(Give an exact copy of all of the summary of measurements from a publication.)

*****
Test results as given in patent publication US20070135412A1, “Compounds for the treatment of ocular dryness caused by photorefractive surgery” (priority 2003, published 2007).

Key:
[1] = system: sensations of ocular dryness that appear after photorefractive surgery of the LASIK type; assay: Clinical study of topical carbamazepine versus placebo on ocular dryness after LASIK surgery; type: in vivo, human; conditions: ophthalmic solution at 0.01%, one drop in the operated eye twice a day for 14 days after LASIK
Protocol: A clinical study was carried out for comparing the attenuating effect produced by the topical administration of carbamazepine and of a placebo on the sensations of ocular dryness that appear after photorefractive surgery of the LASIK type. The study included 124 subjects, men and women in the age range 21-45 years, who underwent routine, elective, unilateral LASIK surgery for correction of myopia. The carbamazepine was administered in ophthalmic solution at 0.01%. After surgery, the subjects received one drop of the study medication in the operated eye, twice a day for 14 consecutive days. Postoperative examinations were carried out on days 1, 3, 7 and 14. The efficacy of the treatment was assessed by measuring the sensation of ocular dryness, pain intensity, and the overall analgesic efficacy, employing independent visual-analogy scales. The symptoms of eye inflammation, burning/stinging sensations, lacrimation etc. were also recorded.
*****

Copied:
Test results as given in patent publication US20070135412A1, “Compounds for the treatment of ocular dryness caused by photorefractive surgery” (priority 2003, published 2007).

Key:
[1] = system: sensations of ocular dryness that appear after photorefractive surgery of the LASIK type; assay: Clinical study of topical carbamazepine versus placebo on ocular dryness after LASIK surgery; type: in vivo, human; conditions: ophthalmic solution at 0.01%, one drop in the operated eye twice a day for 14 days after LASIK
Protocol: A clinical study was carried out for comparing the attenuating effect produced by the topical administration of carbamazepine and of a placebo on the sensations of ocular dryness that appear after photorefractive surgery of the LASIK type. The study included 124 subjects, men and women in the age range 21-45 years, who underwent routine, elective, unilateral LASIK surgery for correction of myopia. The carbamazepine was administered in ophthalmic solution at 0.01%. After surgery, the subjects received one drop of the study medication in the operated eye, twice a day for 14 consecutive days. Postoperative examinations were carried out on days 1, 3, 7 and 14. The efficacy of the treatment was assessed by measuring the sensation of ocular dryness, pain intensity, and the overall analgesic efficacy, employing independent visual-analogy scales. The symptoms of eye inflammation, burning/stinging sensations, lacrimation etc. were also recorded.